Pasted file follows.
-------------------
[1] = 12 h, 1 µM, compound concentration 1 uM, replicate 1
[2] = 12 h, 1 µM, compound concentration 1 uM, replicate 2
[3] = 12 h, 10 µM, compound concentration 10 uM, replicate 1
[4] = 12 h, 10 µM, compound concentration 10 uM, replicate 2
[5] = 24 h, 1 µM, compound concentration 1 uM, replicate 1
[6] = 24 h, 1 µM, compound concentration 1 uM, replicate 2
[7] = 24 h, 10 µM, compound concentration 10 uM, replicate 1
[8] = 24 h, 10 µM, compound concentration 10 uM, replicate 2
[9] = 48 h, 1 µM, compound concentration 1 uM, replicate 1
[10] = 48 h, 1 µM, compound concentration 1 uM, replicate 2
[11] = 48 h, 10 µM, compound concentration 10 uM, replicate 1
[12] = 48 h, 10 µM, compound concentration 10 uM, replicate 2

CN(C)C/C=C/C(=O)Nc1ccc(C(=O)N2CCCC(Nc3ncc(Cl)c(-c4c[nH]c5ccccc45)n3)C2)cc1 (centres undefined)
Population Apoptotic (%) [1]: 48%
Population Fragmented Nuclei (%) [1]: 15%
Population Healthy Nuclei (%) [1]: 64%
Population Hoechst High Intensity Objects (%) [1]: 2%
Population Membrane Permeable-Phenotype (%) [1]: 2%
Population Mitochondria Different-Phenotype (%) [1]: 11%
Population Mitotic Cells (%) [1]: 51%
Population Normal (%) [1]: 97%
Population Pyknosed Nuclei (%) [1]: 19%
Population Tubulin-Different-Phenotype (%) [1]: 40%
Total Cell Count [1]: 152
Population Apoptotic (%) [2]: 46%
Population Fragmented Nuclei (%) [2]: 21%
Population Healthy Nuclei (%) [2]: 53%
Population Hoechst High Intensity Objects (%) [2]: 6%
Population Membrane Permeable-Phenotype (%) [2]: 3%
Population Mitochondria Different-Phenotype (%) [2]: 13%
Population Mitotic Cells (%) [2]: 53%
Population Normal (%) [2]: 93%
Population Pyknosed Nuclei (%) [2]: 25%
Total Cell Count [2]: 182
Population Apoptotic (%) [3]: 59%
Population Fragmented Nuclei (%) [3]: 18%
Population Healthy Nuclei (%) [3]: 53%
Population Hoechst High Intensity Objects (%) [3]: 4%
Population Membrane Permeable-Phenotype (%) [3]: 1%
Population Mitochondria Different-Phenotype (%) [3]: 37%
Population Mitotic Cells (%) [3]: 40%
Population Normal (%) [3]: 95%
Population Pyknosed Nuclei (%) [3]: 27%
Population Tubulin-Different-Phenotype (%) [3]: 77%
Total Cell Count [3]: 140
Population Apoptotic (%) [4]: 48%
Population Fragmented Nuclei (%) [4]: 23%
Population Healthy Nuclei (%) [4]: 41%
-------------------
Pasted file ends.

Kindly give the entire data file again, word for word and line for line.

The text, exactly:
[1] = 12 h, 1 µM, compound concentration 1 uM, replicate 1
[2] = 12 h, 1 µM, compound concentration 1 uM, replicate 2
[3] = 12 h, 10 µM, compound concentration 10 uM, replicate 1
[4] = 12 h, 10 µM, compound concentration 10 uM, replicate 2
[5] = 24 h, 1 µM, compound concentration 1 uM, replicate 1
[6] = 24 h, 1 µM, compound concentration 1 uM, replicate 2
[7] = 24 h, 10 µM, compound concentration 10 uM, replicate 1
[8] = 24 h, 10 µM, compound concentration 10 uM, replicate 2
[9] = 48 h, 1 µM, compound concentration 1 uM, replicate 1
[10] = 48 h, 1 µM, compound concentration 1 uM, replicate 2
[11] = 48 h, 10 µM, compound concentration 10 uM, replicate 1
[12] = 48 h, 10 µM, compound concentration 10 uM, replicate 2

CN(C)C/C=C/C(=O)Nc1ccc(C(=O)N2CCCC(Nc3ncc(Cl)c(-c4c[nH]c5ccccc45)n3)C2)cc1 (centres undefined)
Population Apoptotic (%) [1]: 48%
Population Fragmented Nuclei (%) [1]: 15%
Population Healthy Nuclei (%) [1]: 64%
Population Hoechst High Intensity Objects (%) [1]: 2%
Population Membrane Permeable-Phenotype (%) [1]: 2%
Population Mitochondria Different-Phenotype (%) [1]: 11%
Population Mitotic Cells (%) [1]: 51%
Population Normal (%) [1]: 97%
Population Pyknosed Nuclei (%) [1]: 19%
Population Tubulin-Different-Phenotype (%) [1]: 40%
Total Cell Count [1]: 152
Population Apoptotic (%) [2]: 46%
Population Fragmented Nuclei (%) [2]: 21%
Population Healthy Nuclei (%) [2]: 53%
Population Hoechst High Intensity Objects (%) [2]: 6%
Population Membrane Permeable-Phenotype (%) [2]: 3%
Population Mitochondria Different-Phenotype (%) [2]: 13%
Population Mitotic Cells (%) [2]: 53%
Population Normal (%) [2]: 93%
Population Pyknosed Nuclei (%) [2]: 25%
Total Cell Count [2]: 182
Population Apoptotic (%) [3]: 59%
Population Fragmented Nuclei (%) [3]: 18%
Population Healthy Nuclei (%) [3]: 53%
Population Hoechst High Intensity Objects (%) [3]: 4%
Population Membrane Permeable-Phenotype (%) [3]: 1%
Population Mitochondria Different-Phenotype (%) [3]: 37%
Population Mitotic Cells (%) [3]: 40%
Population Normal (%) [3]: 95%
Population Pyknosed Nuclei (%) [3]: 27%
Population Tubulin-Different-Phenotype (%) [3]: 77%
Total Cell Count [3]: 140
Population Apoptotic (%) [4]: 48%
Population Fragmented Nuclei (%) [4]: 23%
Population Healthy Nuclei (%) [4]: 41%